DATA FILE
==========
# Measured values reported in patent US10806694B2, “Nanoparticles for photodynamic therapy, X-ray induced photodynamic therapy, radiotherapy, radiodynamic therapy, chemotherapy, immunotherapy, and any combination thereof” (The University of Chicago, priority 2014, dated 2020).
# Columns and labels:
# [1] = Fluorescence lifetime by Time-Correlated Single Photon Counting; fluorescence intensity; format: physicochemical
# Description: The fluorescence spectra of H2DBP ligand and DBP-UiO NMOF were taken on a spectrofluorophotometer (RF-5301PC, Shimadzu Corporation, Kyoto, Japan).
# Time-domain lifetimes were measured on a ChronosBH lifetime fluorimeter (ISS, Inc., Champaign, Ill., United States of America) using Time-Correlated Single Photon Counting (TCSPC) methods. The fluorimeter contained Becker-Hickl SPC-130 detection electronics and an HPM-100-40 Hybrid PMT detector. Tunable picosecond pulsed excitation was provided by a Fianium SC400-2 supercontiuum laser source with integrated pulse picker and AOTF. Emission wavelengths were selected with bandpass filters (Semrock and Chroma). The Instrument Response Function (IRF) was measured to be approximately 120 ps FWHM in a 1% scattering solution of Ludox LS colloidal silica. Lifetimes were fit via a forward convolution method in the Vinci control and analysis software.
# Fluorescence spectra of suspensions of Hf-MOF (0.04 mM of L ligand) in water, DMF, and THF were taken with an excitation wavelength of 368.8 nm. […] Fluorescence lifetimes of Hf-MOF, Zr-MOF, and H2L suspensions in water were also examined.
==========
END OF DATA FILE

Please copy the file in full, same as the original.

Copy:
# Measured values reported in patent US10806694B2, “Nanoparticles for photodynamic therapy, X-ray induced photodynamic therapy, radiotherapy, radiodynamic therapy, chemotherapy, immunotherapy, and any combination thereof” (The University of Chicago, priority 2014, dated 2020).
# Columns and labels:
# [1] = Fluorescence lifetime by Time-Correlated Single Photon Counting; fluorescence intensity; format: physicochemical
# Description: The fluorescence spectra of H2DBP ligand and DBP-UiO NMOF were taken on a spectrofluorophotometer (RF-5301PC, Shimadzu Corporation, Kyoto, Japan).
# Time-domain lifetimes were measured on a ChronosBH lifetime fluorimeter (ISS, Inc., Champaign, Ill., United States of America) using Time-Correlated Single Photon Counting (TCSPC) methods. The fluorimeter contained Becker-Hickl SPC-130 detection electronics and an HPM-100-40 Hybrid PMT detector. Tunable picosecond pulsed excitation was provided by a Fianium SC400-2 supercontiuum laser source with integrated pulse picker and AOTF. Emission wavelengths were selected with bandpass filters (Semrock and Chroma). The Instrument Response Function (IRF) was measured to be approximately 120 ps FWHM in a 1% scattering solution of Ludox LS colloidal silica. Lifetimes were fit via a forward convolution method in the Vinci control and analysis software.
# Fluorescence spectra of suspensions of Hf-MOF (0.04 mM of L ligand) in water, DMF, and THF were taken with an excitation wavelength of 368.8 nm. […] Fluorescence lifetimes of Hf-MOF, Zr-MOF, and H2L suspensions in water were also examined.